Master's Theses

Date of Award

Spring 1997

Degree Name

Master of Science (MS)

Department

Social Work

Advisor

Bill Daley

Abstract

The purpose of the researcher was to investigate college student’s knowledge of and attitudes toward HIV/AIDS. The sample consisted of 195 undergraduate students. The following independent variables were investigated: age, gender, classification, grade point average, number of sex partners within the last year, ethnic background, and sources of HIV/AIDS information. The dependent variables were scores from the subscales of the Factor Analytically Based Survey for Measuring AIDS Knowledge and Attitudes and Knowledge of AIDS. Five composite null hypotheses were tested at the .0500 level of significance. A three-way analysis of variance (general liner model) was employed for all null hypotheses. A total of 122 comparisons were made plus 82 recurring. Of the 122 comparisons, 42 were for main effects and 80 were for interactions. The results of the present study supported the following generalizations: 1. Individuals with grade point averages below 2.00 have greater Perceived Disease Severity than those with grade point averages above 2.00. 2. Female students have more knowledge of AIDS than male students. 3. Sophomores and juniors have a greater Desire for AIDS Information than freshmen and seniors. 4. Individuals who reported using newspapers, television, and lectures have more knowledge of AIDS than individuals who used other sources. 5. Students age 22-23 have more Perceived Personal Vulnerability than any other age group. 6. Students who have had 2 or more sex partners within the last year have greater Perceived Personal Vulnerability than students with 0 to 1 sex partner within the last year. 7. Students who have had 4 or more sex partners within the last year have greater Perceived Disease Severity than students with less than 3 sex partners with in the last year. 8. Grade point average and classification should be examined concurrently for the dependent variable Perceived Personal Vulnerability. 9. Gender and grade point average should be examined concurrently for the dependent variable Prevention Effectiveness. 10. Gender, classification, and sources of HIV/AIDS information should be examined concurrently for the dependent variable Perceived Personal Vulnerability. 11. Gender and sources of HIV/AIDS information should be examined concurrently for the dependent variable Perceived Disease Severity. 12. Classification and sources of HIV/AIDS information should be examined concurrently for the dependent variable Perceived Disease Severity. 13. Gender, classification, and sources of HIV/AIDS information should be examined concurrently for the dependent variable Perceived Disease Severity. 14. Gender and grade point average should be examined concurrently for the dependent variable Perceived Personal Vulnerability, and 15. Grade point average and sources of HIV/AIDS Information should be examined concurrently for the dependent variable Desire for AIDS information.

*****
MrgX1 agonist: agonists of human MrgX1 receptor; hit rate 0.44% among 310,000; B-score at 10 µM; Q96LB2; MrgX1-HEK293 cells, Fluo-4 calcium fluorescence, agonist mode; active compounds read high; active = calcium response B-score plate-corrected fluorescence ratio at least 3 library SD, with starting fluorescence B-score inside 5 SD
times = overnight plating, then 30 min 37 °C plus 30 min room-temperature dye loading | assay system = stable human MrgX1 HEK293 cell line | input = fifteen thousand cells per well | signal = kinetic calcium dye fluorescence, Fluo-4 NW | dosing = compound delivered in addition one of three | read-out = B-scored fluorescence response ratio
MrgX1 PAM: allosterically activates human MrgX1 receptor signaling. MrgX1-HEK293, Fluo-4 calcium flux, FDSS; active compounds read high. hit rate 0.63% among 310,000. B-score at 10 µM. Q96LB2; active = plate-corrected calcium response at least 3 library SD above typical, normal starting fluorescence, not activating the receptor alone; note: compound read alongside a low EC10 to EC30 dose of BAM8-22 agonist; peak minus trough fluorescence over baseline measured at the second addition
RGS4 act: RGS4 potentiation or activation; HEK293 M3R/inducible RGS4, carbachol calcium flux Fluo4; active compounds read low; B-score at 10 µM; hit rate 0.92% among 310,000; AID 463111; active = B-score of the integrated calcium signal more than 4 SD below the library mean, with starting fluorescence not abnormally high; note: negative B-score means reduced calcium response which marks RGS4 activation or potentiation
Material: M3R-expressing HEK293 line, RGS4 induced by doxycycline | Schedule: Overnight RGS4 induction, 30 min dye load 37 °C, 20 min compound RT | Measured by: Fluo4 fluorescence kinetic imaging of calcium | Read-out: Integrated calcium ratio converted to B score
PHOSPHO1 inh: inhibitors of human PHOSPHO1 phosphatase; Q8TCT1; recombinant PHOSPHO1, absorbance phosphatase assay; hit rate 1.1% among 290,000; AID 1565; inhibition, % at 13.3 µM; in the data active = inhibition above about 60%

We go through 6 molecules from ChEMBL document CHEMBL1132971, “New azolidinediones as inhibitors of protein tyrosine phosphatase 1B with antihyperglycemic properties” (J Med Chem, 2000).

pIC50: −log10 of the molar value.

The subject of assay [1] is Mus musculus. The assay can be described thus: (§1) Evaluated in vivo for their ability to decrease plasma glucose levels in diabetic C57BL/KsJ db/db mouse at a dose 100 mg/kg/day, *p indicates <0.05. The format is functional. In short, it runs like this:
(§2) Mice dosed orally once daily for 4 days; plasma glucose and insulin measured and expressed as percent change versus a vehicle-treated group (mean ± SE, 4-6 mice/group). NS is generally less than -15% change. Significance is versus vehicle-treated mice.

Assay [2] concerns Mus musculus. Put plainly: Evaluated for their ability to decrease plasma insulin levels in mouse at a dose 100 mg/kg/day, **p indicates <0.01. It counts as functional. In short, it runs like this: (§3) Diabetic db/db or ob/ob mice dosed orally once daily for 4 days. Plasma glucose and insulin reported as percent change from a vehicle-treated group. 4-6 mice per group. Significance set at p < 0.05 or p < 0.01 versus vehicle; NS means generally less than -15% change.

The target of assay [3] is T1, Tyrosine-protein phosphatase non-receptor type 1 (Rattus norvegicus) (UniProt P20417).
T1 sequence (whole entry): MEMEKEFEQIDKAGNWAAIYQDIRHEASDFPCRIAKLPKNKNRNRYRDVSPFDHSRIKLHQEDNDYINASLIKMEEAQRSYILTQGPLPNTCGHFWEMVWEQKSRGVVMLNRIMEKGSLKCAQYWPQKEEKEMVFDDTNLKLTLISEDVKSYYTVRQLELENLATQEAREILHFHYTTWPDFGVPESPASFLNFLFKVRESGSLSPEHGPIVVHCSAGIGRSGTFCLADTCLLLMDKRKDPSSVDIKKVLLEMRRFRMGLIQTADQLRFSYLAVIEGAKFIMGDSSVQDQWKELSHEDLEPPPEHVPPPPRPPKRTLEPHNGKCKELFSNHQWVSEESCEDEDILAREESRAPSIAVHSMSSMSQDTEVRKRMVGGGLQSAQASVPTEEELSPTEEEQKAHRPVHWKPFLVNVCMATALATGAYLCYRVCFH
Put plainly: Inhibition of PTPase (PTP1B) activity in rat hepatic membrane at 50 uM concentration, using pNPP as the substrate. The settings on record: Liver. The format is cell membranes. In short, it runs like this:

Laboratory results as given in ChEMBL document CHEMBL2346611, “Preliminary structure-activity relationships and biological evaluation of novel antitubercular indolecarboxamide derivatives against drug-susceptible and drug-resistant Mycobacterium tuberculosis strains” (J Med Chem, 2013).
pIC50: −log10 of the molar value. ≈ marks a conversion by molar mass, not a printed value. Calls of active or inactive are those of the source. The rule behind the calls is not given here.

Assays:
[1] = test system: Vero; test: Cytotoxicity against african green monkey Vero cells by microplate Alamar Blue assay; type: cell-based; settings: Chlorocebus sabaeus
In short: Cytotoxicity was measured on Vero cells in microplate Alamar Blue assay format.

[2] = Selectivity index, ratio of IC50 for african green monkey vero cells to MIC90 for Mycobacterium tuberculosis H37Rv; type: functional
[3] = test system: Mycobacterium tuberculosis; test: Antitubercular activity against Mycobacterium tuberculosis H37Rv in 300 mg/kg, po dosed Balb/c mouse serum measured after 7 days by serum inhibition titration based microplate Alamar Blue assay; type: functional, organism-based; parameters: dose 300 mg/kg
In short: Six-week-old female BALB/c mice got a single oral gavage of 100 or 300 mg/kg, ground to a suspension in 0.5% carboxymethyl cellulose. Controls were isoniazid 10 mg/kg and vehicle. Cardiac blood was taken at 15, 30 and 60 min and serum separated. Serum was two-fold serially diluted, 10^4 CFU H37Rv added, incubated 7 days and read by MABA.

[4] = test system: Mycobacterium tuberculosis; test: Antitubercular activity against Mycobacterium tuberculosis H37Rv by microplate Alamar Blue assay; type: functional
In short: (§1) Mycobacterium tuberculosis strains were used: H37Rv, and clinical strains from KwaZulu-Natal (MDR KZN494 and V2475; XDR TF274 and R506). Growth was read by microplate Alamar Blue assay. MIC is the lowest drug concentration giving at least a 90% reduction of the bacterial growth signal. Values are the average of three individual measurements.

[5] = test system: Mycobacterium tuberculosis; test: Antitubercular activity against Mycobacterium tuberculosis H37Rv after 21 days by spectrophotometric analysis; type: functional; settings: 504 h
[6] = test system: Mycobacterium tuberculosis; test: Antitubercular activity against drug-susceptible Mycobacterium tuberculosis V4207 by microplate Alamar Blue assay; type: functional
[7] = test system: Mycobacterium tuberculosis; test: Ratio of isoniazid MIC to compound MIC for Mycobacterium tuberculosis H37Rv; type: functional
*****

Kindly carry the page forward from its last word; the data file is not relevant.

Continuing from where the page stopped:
Rights

Copyright 1997 Stephanie L. Greenleaf

Comments

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